A correspondent shared an example of his courtesy and thoughtfulness with the Victorian Express in 1886. The writer travelled on the northern line and, upon entering a carriage, found a book left in a rack. They assumed that someone had forgotten it and opened the copy of ‘Wilson’s Border Tales’ intending to read it to while away the time. Written on the first page was a note from Spaldo. No one had forgotten their book; he had placed it there for passengers so they could “beguile the tedium of the journey.“
The ‘Zephyr’ returned to Champion Bay in November 1870. They arrived in the evening, and without any light to guide their way, Captain Setten had to go through the “most anxious ordeal of heaving-to his ship till daylight…” On top of that, he dealt with a heavy southwest gale. He was one of many who pressed upon the need for a lighthouse at Point Moore.
Six years later, works were underway and halted in January 1877 until the arrival of the prefabricated iron tower from England. In June, the ‘Lady Louisa’ arrived at Champion Bay with all the materials on board. Men unloaded them from the ship and began construction. By mid-July, works halted again. An error was made during the construction of the lighthouse’s foundation and needed immediate rectification.
On 18 May 1886, drover, Harry Bower, collected siblings Amy and Sam from Irwin River and accompanied them overland to Fatfield Station. They arrived at Arrowsmith, dined at Warerdo, and continued south. Four miles on, the rocks at Stockyard Gully caves became visible. Before they reached them, Amy asked if there was any water in the area. Harry pointed to a clump of trees in the distance where they could get a drink, and Amy responded that she could wait until they got there.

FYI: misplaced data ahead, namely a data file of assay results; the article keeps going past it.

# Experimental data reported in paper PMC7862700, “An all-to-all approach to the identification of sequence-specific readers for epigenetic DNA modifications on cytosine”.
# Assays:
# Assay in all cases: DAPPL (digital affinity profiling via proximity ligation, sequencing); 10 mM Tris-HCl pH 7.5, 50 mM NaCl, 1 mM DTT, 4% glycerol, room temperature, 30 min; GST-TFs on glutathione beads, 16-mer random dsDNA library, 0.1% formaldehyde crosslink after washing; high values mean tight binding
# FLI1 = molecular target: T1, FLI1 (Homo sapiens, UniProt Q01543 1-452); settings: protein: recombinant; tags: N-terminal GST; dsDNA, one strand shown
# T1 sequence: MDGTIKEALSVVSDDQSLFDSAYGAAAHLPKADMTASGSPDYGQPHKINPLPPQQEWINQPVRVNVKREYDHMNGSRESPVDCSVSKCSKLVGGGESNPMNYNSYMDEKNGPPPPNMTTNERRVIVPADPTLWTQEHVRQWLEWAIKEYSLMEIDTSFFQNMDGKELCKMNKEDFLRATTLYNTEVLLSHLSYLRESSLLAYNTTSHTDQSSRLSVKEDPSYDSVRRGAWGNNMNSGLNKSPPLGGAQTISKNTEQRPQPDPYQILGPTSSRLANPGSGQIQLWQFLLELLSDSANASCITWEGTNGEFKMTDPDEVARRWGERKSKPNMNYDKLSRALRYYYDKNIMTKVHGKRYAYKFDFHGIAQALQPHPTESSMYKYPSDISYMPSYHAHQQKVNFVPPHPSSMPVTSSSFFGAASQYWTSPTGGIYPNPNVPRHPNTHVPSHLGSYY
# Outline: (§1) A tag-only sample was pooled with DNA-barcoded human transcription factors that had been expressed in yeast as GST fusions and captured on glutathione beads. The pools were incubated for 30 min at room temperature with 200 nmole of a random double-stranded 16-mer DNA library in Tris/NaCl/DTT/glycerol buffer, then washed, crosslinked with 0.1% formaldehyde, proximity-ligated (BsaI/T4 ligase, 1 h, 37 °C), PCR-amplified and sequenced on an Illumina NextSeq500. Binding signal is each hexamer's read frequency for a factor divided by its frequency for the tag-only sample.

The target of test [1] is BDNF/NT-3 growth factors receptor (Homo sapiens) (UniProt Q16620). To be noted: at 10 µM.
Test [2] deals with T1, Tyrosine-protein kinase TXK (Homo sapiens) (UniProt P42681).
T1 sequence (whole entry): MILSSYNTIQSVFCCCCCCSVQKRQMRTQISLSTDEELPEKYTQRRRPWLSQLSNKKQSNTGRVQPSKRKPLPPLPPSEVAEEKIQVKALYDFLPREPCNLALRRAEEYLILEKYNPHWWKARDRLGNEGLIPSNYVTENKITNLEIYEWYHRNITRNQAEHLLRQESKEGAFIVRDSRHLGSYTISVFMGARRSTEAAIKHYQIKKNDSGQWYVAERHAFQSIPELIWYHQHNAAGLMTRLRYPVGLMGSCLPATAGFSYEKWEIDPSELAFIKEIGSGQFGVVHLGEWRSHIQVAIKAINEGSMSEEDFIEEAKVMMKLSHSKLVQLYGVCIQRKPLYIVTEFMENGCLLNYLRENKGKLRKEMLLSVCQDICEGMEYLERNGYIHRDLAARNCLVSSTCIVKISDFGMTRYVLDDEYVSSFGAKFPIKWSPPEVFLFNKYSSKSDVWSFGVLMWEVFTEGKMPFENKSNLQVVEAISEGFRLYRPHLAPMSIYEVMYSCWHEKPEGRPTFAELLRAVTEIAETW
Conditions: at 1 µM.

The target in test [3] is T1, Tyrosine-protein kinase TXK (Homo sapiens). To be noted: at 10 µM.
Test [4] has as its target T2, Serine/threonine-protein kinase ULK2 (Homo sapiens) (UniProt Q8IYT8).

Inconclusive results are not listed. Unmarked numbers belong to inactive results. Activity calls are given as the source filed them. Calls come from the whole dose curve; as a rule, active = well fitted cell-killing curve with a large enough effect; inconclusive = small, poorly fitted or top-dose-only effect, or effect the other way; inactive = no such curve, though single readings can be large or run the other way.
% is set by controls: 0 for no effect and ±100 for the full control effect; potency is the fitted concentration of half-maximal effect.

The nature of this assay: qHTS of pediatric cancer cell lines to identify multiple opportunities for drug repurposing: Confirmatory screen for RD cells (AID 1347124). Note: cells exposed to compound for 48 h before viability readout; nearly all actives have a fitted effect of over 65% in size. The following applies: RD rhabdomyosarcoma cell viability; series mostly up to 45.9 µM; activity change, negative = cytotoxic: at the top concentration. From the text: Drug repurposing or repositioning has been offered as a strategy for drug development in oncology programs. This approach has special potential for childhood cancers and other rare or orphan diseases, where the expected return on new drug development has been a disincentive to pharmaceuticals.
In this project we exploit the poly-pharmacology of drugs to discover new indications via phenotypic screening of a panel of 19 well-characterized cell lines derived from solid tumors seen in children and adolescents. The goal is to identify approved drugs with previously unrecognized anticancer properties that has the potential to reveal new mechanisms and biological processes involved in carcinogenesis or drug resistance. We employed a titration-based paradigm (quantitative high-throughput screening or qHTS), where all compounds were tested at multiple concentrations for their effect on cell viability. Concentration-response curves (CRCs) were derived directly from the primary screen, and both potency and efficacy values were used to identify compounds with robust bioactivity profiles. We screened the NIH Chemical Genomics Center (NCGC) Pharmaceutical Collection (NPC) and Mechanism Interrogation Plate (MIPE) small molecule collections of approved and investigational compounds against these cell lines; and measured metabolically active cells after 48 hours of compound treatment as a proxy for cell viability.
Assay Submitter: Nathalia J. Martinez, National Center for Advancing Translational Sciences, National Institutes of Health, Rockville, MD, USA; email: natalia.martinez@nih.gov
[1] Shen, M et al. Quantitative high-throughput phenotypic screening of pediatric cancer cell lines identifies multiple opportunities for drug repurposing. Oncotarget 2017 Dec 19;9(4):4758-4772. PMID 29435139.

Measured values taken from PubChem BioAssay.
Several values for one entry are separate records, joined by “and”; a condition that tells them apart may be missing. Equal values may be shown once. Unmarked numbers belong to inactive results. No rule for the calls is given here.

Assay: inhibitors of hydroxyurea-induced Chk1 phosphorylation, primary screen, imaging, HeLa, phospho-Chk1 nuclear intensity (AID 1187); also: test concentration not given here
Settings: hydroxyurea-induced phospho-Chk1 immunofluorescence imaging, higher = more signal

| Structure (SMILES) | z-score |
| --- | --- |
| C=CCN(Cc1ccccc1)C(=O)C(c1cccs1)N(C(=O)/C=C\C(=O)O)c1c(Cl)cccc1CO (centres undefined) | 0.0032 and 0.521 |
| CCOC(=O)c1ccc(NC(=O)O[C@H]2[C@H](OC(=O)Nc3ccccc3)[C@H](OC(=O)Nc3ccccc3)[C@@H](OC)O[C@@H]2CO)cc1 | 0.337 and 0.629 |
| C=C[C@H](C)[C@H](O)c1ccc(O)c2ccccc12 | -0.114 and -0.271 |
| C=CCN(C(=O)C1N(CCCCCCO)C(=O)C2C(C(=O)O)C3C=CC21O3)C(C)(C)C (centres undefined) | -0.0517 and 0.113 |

As they approached the caves at sunset, Harry remembered there was a chance they could get some water inside. He said to Amy and Sam, “There is a drip down in that cave. I will go down and see if I can get you a drop of water.” He took with him a pannikin and entered the cave. Seventy yards in, he stopped and stared at what he thought was a dog lying on the ground. To the left, he could see something else. Cautious, he went back to the entrance to find something to light his way. Having dismounted from their horses, Amy and Sam stood at the entrance peering into the darkness. Turning back to the cave, Harry gazed at another object, assuming it was a log. As his eyes adjusted, he realised that what he was staring at was the remains of a man.
In March 1938, Alfred Williamson left Melbourne on a tricycle determined to ride to Sydney in 21 days. The story was widely reported and attracted national coverage in the newspapers. Reading about it in Western Australia was Roy Lunt. Months later, in June, he got into an argument with Ronald Fletcher about the ride. Ronald thought it was a “wonderful feat,” while Roy was of the opinion that he could easily do something similar. Arising from the dispute was a bet and a challenge. On 25 June 1938, he had to ride from Northam to Perth on a child’s tricycle.
Structural issues with the Waterloo Bridge (which opened in 1817) resulted in the London County Council’s decision to demolish it in 1934. The granite used to construct it did not go to waste. A lot was used for paving or rubble, balustrades were turned into pedestals for bird baths or sundials, and larger pieces were offered to parts of the British Empire. New Zealand took a piece and turned it into a memorial for Paddy the Wanderer at Wellington. Canberra accepted two stones and displayed them under the Commonwealth Avenue Bridge.
In London at the time was James MacCallum Smith, who was part of the delegation petitioning the British Parliament for Western Australia’s secession. He had read about the demolition of the bridge and the subsequent interest of various people to obtain relics of it. As the bridge had “great historical interest,” he decided to try to obtain something for Western Australia.